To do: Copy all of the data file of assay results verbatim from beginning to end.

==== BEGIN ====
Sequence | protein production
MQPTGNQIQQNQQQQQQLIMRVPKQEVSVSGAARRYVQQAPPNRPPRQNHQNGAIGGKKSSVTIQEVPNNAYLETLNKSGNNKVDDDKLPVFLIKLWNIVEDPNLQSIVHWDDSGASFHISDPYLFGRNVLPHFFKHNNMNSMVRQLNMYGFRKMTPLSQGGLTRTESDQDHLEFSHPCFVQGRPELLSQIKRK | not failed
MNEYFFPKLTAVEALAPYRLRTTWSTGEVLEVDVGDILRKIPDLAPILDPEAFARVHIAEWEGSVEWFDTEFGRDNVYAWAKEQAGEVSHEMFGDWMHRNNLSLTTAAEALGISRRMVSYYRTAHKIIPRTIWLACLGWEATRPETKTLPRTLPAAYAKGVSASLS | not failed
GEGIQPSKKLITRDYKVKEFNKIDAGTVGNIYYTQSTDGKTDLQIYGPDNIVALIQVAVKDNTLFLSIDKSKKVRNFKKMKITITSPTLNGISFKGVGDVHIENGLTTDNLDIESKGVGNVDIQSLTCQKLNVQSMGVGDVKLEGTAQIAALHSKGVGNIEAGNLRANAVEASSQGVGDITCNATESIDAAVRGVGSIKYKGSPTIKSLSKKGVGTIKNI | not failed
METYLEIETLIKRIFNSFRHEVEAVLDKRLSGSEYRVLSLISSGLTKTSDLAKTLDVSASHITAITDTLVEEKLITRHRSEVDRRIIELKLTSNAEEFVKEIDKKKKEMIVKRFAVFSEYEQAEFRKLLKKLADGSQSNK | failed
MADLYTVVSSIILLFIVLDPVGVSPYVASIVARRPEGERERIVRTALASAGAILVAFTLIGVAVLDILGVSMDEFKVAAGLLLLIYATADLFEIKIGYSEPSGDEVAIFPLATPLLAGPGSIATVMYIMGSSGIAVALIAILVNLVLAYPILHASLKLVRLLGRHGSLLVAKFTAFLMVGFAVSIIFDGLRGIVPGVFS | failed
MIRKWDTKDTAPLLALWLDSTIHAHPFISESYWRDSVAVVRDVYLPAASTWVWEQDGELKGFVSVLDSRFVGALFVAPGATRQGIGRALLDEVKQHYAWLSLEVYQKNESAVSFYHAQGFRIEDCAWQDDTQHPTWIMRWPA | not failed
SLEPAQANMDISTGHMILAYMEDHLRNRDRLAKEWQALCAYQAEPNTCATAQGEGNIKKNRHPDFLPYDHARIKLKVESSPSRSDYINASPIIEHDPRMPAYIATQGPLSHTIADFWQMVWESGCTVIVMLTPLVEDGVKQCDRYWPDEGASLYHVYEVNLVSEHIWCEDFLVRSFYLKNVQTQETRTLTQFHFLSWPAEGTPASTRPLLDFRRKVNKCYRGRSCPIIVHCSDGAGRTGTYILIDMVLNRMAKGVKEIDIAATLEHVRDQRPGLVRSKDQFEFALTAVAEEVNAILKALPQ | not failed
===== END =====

Sequence | protein production
MQPTGNQIQQNQQQQQQLIMRVPKQEVSVSGAARRYVQQAPPNRPPRQNHQNGAIGGKKSSVTIQEVPNNAYLETLNKSGNNKVDDDKLPVFLIKLWNIVEDPNLQSIVHWDDSGASFHISDPYLFGRNVLPHFFKHNNMNSMVRQLNMYGFRKMTPLSQGGLTRTESDQDHLEFSHPCFVQGRPELLSQIKRK | not failed
MNEYFFPKLTAVEALAPYRLRTTWSTGEVLEVDVGDILRKIPDLAPILDPEAFARVHIAEWEGSVEWFDTEFGRDNVYAWAKEQAGEVSHEMFGDWMHRNNLSLTTAAEALGISRRMVSYYRTAHKIIPRTIWLACLGWEATRPETKTLPRTLPAAYAKGVSASLS | not failed
GEGIQPSKKLITRDYKVKEFNKIDAGTVGNIYYTQSTDGKTDLQIYGPDNIVALIQVAVKDNTLFLSIDKSKKVRNFKKMKITITSPTLNGISFKGVGDVHIENGLTTDNLDIESKGVGNVDIQSLTCQKLNVQSMGVGDVKLEGTAQIAALHSKGVGNIEAGNLRANAVEASSQGVGDITCNATESIDAAVRGVGSIKYKGSPTIKSLSKKGVGTIKNI | not failed
METYLEIETLIKRIFNSFRHEVEAVLDKRLSGSEYRVLSLISSGLTKTSDLAKTLDVSASHITAITDTLVEEKLITRHRSEVDRRIIELKLTSNAEEFVKEIDKKKKEMIVKRFAVFSEYEQAEFRKLLKKLADGSQSNK | failed
MADLYTVVSSIILLFIVLDPVGVSPYVASIVARRPEGERERIVRTALASAGAILVAFTLIGVAVLDILGVSMDEFKVAAGLLLLIYATADLFEIKIGYSEPSGDEVAIFPLATPLLAGPGSIATVMYIMGSSGIAVALIAILVNLVLAYPILHASLKLVRLLGRHGSLLVAKFTAFLMVGFAVSIIFDGLRGIVPGVFS | failed
MIRKWDTKDTAPLLALWLDSTIHAHPFISESYWRDSVAVVRDVYLPAASTWVWEQDGELKGFVSVLDSRFVGALFVAPGATRQGIGRALLDEVKQHYAWLSLEVYQKNESAVSFYHAQGFRIEDCAWQDDTQHPTWIMRWPA | not failed
SLEPAQANMDISTGHMILAYMEDHLRNRDRLAKEWQALCAYQAEPNTCATAQGEGNIKKNRHPDFLPYDHARIKLKVESSPSRSDYINASPIIEHDPRMPAYIATQGPLSHTIADFWQMVWESGCTVIVMLTPLVEDGVKQCDRYWPDEGASLYHVYEVNLVSEHIWCEDFLVRSFYLKNVQTQETRTLTQFHFLSWPAEGTPASTRPLLDFRRKVNKCYRGRSCPIIVHCSDGAGRTGTYILIDMVLNRMAKGVKEIDIAATLEHVRDQRPGLVRSKDQFEFALTAVAEEVNAILKALPQ | not failed